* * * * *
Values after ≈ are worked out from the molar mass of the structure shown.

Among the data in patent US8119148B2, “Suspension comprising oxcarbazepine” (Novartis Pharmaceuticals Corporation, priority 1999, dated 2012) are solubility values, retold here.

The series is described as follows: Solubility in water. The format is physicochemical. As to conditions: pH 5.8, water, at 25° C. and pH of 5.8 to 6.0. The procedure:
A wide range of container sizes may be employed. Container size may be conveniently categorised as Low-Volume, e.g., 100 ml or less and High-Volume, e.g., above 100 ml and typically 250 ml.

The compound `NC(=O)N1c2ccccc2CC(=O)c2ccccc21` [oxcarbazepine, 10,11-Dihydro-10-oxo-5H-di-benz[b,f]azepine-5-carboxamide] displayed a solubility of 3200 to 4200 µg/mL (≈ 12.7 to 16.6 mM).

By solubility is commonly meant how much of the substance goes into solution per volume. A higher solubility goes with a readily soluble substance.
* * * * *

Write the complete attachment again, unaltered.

Values after ≈ are worked out from the molar mass of the structure shown.

Among the data in patent US8119148B2, “Suspension comprising oxcarbazepine” (Novartis Pharmaceuticals Corporation, priority 1999, dated 2012) are solubility values, retold here.

The series is described as follows: Solubility in water. The format is physicochemical. As to conditions: pH 5.8, water, at 25° C. and pH of 5.8 to 6.0. The procedure:
A wide range of container sizes may be employed. Container size may be conveniently categorised as Low-Volume, e.g., 100 ml or less and High-Volume, e.g., above 100 ml and typically 250 ml.

The compound `NC(=O)N1c2ccccc2CC(=O)c2ccccc21` [oxcarbazepine, 10,11-Dihydro-10-oxo-5H-di-benz[b,f]azepine-5-carboxamide] displayed a solubility of 3200 to 4200 µg/mL (≈ 12.7 to 16.6 mM).

By solubility is commonly meant how much of the substance goes into solution per volume. A higher solubility goes with a readily soluble substance.